The use of WS-Addressing EPRs is redefining the difference between SOAP body and SOAP headers. The way the SOAP spec looks at it, the difference is that a header element can be targeted at an intermediary, while the body is meant only for the ultimate receiver. But very often, contract designers seem to decide what to put in headers versus body less based on SOAP intermediaries than on the ability to create EPRs. Basically, parts of the message are put in headers just so that an EPR can be built that constrains that message element. To the point sometimes of putting the entire content of the message in headers and leaving an empty body (as Gudge points out and as several specs from his company do). And to the contrary, a wary contract designer might very well put info in the body rather than a header just for the sake of “protecting” it form being hard-coded in an EPR (the contract requires that the sender understands this element, it can’t be sent just because “an EPR told me to”).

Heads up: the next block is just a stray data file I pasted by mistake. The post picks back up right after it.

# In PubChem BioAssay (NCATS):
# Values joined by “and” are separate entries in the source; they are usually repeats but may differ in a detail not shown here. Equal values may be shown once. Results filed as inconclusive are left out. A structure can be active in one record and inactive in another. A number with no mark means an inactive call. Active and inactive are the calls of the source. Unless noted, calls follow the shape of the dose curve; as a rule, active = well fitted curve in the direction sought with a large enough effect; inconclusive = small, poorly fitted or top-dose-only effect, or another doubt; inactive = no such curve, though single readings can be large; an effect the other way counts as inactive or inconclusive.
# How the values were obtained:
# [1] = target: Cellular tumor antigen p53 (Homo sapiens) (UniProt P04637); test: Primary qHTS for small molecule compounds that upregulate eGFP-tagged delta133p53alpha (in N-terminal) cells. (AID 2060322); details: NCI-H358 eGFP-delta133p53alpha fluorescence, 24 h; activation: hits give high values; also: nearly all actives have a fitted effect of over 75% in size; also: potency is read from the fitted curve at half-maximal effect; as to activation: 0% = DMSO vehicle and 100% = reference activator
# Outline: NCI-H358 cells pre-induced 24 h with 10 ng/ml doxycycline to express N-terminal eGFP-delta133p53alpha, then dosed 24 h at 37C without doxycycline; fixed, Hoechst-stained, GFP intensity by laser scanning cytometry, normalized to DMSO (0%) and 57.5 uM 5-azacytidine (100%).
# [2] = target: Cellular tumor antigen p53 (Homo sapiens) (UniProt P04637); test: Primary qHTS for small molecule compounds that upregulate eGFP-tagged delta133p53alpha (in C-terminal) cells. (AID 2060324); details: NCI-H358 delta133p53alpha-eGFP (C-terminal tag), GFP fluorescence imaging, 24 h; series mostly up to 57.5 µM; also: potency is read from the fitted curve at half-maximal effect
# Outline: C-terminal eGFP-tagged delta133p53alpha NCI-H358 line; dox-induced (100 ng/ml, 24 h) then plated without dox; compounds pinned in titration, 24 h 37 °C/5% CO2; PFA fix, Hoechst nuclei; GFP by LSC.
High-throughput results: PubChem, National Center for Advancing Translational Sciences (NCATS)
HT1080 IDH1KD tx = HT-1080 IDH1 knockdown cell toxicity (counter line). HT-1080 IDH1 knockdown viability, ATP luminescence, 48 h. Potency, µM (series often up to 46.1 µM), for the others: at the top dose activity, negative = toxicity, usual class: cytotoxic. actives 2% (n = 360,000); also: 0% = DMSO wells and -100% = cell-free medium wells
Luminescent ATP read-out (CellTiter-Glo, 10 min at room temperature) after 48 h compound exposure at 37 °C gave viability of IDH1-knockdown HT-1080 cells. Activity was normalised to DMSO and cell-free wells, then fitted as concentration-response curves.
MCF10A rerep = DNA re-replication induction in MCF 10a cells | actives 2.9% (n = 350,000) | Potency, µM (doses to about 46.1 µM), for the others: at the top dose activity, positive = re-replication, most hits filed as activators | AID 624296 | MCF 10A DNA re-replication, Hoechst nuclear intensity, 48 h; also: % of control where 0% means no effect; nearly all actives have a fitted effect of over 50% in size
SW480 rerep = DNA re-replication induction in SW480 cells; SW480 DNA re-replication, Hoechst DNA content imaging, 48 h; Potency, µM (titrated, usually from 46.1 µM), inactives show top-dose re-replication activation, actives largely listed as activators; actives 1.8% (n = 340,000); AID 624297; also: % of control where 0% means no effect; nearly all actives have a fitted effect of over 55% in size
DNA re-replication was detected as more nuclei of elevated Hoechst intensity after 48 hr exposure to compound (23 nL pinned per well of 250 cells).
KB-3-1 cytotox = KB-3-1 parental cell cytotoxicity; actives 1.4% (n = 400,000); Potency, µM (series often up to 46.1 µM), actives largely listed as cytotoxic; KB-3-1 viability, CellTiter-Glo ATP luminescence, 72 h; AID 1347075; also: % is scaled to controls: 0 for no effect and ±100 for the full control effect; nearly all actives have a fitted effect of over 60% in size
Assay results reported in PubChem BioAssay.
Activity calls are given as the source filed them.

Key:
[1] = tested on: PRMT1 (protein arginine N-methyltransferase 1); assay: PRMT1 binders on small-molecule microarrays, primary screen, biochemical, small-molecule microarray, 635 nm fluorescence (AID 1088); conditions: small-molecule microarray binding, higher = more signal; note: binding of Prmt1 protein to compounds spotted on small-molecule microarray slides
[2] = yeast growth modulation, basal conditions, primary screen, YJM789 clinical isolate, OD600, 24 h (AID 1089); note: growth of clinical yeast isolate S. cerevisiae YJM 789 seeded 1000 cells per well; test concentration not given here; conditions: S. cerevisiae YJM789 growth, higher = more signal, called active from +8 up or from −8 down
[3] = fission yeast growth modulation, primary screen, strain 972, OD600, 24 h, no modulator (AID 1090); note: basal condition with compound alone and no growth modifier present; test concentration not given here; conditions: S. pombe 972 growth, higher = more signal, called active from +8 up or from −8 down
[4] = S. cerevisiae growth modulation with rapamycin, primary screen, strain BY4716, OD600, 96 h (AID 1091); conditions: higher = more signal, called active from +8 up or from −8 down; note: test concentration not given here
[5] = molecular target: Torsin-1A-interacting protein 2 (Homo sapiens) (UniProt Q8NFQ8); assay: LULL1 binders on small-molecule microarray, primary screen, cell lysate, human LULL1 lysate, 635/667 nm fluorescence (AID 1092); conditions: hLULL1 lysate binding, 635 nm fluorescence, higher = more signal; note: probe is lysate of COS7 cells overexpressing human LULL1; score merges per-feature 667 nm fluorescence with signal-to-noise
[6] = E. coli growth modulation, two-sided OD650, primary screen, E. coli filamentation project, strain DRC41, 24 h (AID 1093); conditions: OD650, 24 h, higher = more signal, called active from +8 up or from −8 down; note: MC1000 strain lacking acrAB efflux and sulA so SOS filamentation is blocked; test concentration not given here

This brings up the question: rather than twisting SOAP messages to accommodate the EPR mechanism, should the EPR mechanism be made more flexible in the way it constrains the content of a SOAP message?